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12 Cool Species Discovered in 2015

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Scientists have already cataloged some 1.2 million species, but there’s still plenty of work to do. Some researchers estimate that around 86 percent of the species on earth still await description. Taxonomists continue to chip away at the number, and in the last decade or so, have reported around 16,000 new species each year. 2015 was no different, and they discovered a variety of wonderful new forms of life. Here are just a few of them. 


Biologist James Thomas discovered this amphipod (a type of crustacean) living inside sponges and bivalves on coral reefs around the Indonesian coast. When he got one under the microscope, he thought that its large claws looked a lot like shoes. He decided to name the species in honor of Elton John, whose music he said he often listens to in the lab, and whose oversized boots in Tommy resembled the critter’s claws. 


aposematic herpetologist, Wikimedia Commons // CC BY-SA 2.0

It shouldn’t be easy for something as big as a tortoise to go unnoticed for long, especially in a place that gets as much attention from biologists as the Galapagos Islands. But that’s sort of what happened on the island of Santa Cruz. The Galapagos tortoise populations on the east and west ends of the island looked so similar that they were considered the same species, but a genetic analysis led by evolutionary biologist Adalgisa Caccone revealed that they’re two different species. What’s more, they’re both more closely related to species on other islands than they are to each other. To figure out which population got renamed as a new species, the researchers turned to taxonomy experts, and decided that east side population could become Chelonoidis donfaustoi. The species is named after Fausto Llerena Sánchez, a park ranger who was the primary caretaker of the famous tortoise Lonesome George. 


The white-cheeked macaque, discovered in southeastern Tibet, owes its name to its white whiskers, but it was a feature a little further down that helped researchers determine it as a new species. Among other differences between it and the other macaque species in the region, are the shape and color of its business parts. While the other species there have penises with spear-shaped tips and white scrotums, the new guy has a rounded penis and a dark, hairy scrotum. 


To the international team found that found this bird in China, it's no wonder that the Sichuan bush warbler stayed undiscovered for so long. The species, they say, is “extremely secretive and usually difficult to observe, and normally keeps in dense cover.” The team was able to draw the bird out and distinguish it from other warbler species thanks, in part, to its odd song, a low-pitched drawn-out buzz, followed by a shorter click, repeated in series (the bird’s plumage, body structure and genetics also helped tease it apart from its cousins). The bird’s name is a nod to the late Cheng Tso-hsin, a prominent Chinese ornithologist who founded the Peking Natural History Museum when he wasn’t busy writing one of the 100+ scientific papers he published during his career.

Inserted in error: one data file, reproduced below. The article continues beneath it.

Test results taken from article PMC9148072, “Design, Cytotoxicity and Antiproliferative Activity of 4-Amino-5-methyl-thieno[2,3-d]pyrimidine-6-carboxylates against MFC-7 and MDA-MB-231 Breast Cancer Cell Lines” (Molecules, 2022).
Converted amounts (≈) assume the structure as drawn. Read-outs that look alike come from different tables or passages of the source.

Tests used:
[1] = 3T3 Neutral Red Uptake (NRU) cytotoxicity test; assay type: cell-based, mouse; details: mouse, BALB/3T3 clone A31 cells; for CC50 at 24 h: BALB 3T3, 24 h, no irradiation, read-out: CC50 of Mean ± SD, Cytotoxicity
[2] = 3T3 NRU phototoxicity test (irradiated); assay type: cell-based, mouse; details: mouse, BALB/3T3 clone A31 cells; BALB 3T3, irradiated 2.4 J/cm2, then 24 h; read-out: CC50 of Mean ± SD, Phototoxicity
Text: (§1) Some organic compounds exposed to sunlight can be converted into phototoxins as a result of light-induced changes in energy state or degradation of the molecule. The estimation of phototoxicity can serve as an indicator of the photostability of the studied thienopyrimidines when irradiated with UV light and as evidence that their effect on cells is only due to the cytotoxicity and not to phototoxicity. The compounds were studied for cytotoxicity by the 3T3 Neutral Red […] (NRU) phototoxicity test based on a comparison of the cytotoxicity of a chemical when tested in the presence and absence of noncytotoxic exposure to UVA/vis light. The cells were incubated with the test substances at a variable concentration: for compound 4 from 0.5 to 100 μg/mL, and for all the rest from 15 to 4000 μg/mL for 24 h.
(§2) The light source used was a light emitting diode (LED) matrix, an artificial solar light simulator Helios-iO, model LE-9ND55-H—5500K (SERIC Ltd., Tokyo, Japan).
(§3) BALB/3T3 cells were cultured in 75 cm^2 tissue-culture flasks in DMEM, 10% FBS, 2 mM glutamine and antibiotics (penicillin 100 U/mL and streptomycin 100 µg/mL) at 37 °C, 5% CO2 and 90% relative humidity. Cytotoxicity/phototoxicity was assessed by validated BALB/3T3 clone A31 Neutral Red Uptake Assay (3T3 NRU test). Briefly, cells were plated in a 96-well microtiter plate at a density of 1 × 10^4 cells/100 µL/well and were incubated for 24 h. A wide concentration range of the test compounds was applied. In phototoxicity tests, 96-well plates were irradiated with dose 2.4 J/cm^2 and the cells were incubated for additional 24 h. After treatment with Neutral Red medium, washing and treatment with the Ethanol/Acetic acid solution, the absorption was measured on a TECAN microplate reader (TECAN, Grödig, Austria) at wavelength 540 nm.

Kristensen et al. in Systematic Entomology

A team of researchers spent years capturing moths on Australia’s Kangaroo Island, and caught a number of specimens that they didn’t recognize. After analyzing the moths’ physical features and DNA, the scientists concluded that the insects were not only a new species, but belonged an entirely new family. They named this new grouping Aenigmatineidae after the moths' “enigmatic combination” of modern and primitive physical traits. The moths are incredibly short-lived, according to the researchers, and emerge from their cocoons, mate, lay their eggs and die all in just one day. 


Researchers working in Los Angeles described a whopping 30 new species in a single paper this spring, all flies from the genus Megaselia and all found in backyards around the city. The flies were discovered in insect traps hosted by citizen scientists, and each new species was named after the person whose yard it came from. The discoveries show that unknown species aren’t just lurking in exotic, far-off places but can be found right outside our homes. 


This centimeter-long insect, one of three new species discovered by a pair of Australian naturalists, is found only in Launceston, Tasmania. Its known range is less than 12 square kilometers in the city’s parks and it hasn’t been found anywhere outside the city limits. Biologist Robert Nesibov, who described the species, named it after the jackal-headed Egyptian god Anubis when the naturalists noted that the bug’s genitals resembled the god’s ears and snout. 


Discovered in Costa Rica, Diane's bare-hearted glass frog stands out for two reasons. The first is its bulging white eyes and big black pupils, which prompted widespread comparisons to Kermit the Frog (and even a comment from the Muppet himself) when the discovery was announced. If you can get past the similarity long enough to flip the frog over, you’ll find the second notable characteristic: like other glass frogs', H. dianae’s belly skin is translucent, giving a clear view of its organs.